We enjoyed our first snow peas today fresh from the garden but it was a close call. Two nights ago some deer climbed over our 3 foot fence and decided to have dinner. Their tasty meal consisted of just perfect, ready to pick romaine and boston lettuce after which they enjoyed the tops of our peas. Luckily the string pea supports stopped them from eating the pea vines right to the base of the plants so we will still have plenty for ourselves.
We have found the deer are coming further into our gardens now. I don’t know whether it is because our landscape is now well developed with large trees and shrubs or because it has been a hot dry spring after a mild winter or a bit of everything. Whatever the reason, I have much more deer damage that we have ever had before. All my hostas are eaten, and as I said, they are now climbing into the vegetable garden something they haven’t done in the previous 5 years.
So today I went out and built myself a temporary deer fence. While it won’t be strong enough if they decide to push down the fence, I’m hoping it’s enough of a deterrent to make them go around and leave my veggies alone. Help yourself to my hostas, leave the lettuce for me.
To make this quick and easy I bought 10 foot galvanized pipe conduit. Each were only $4 and it took 9 in total. I then strung five rows of galvanized 16 gauge wire (hubby who is taller than me will do the 6th row). I sunk the posts by hand into the ground 3 feet, then ran the wire, wrapping it around each pole as I went. If this works, great, if not we will have to think about building a proper deer fence. That however will have to wait until fall when all the produce is out of the garden.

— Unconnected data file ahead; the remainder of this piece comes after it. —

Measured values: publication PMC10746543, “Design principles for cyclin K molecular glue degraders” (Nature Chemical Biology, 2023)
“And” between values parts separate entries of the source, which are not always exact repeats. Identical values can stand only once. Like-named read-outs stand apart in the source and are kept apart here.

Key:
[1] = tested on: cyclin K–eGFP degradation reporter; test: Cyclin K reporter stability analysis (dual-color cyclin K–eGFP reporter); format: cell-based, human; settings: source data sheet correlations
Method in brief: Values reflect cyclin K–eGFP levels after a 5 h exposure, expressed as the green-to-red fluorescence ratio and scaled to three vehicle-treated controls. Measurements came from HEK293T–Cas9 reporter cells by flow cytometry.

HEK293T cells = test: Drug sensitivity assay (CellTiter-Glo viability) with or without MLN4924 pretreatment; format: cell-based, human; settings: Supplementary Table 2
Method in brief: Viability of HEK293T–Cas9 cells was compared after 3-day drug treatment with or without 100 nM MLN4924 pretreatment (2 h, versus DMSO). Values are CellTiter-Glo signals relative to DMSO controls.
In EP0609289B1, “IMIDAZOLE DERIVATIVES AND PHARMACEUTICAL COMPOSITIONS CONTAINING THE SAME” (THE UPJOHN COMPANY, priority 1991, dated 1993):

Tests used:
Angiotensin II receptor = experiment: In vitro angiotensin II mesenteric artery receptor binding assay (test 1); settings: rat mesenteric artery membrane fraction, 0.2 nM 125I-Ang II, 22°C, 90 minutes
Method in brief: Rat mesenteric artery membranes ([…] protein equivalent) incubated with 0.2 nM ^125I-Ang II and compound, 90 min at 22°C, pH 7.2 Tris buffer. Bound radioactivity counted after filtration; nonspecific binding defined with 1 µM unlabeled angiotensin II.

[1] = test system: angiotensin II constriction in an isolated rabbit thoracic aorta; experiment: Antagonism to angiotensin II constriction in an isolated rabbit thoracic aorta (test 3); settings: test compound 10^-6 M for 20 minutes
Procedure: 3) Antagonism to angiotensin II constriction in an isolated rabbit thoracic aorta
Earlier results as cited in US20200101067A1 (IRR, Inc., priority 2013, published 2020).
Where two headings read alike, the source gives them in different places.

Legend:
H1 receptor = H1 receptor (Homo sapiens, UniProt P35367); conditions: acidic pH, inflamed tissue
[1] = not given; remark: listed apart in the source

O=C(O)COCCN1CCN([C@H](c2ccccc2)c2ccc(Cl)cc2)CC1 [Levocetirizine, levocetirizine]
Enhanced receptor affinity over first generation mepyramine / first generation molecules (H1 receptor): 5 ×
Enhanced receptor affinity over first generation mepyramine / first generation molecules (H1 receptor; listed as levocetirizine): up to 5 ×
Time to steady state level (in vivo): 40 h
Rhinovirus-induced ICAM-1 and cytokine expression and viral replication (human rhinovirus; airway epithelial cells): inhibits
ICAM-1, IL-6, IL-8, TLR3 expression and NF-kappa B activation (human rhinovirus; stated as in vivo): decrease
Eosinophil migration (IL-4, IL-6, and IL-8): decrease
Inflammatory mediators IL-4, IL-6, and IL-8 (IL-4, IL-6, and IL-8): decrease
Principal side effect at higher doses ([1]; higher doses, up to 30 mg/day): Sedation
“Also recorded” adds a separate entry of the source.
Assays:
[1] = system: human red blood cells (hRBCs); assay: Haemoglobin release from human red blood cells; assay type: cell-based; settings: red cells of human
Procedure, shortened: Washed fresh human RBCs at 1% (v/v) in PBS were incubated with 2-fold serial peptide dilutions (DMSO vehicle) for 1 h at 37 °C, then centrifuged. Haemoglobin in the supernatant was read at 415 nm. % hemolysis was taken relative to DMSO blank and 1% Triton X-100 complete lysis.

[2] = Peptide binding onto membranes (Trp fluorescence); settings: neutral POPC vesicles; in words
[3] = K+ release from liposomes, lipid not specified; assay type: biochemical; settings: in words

As a secondary precaution I covered my lettuce with netting. While I lost out on the perfect first heads, they will regrow. I hope the deer enjoyed them at least.
Am in my 3rd year of gardening and have had deer problems as well. Tried the sprays, but the ‘maintenance’ on such deterrents after every rain worked against my persisting with them.
This year, I finally sunk 8′ – 3″ X 4″ landscape timbers I bought at ~$1.43 each late winter of 2012. Bought 50 of them, but only used a dozen or so as an INSIDE PERIMITER fence, inside my dilapidated ~5′ fence surrounding my ~4800 square foot garden with about 8-12′ lawn around the garden and inside the fence.
The deer fence, I put ~3′ inside the original fence. Had at least one deer venture into the garden this spring twice, but as soon as the corner and gate posts for two gates went in and for the next couple of months, I had no deer foraging in the garden. Then, I found deer tracks and foraging damage once again.
So I tied two lines of string — yes, string! — ~2′ from the top of the posts (sunk ~18″ into the ground) and ~ 3′ from the ground level. Halfway between each post, I tied a strip of plastic I had cut (~1 1/2 – 2″ wide) lengthwise from scrap bags of composted cow manure and potting soil bags on the top line. Between the gate posts, I only tied the line at the top so I can pass under readily with the garden tractor mower, or with the wheel barrow or other garden tools.
In the 3-4 months since, I have had no deer foraging in the garden. Purchased half-mile of 17-gauge wire from our local feed store and will replace the string with 3 strands, probably, of this wire once our weather cools off a bit.
Lord willing, deer problems in the garden should stop now, since deer fencing websites have noted much success with such perimeter fencing, though some such fences are quite elaborate. They mention something about the deer’s depth perception halting deer crossing the double barrier fencing. Seems to be working so far.
Thanks Carlos. They have gotten into our garden a couple more times, we think through the gate which is lower so for now I put bungee cords across the gate up to 7 feet. I’ll have to do something more elaborate this fall so will look into your idea of a double perimeter fence, sounds promising.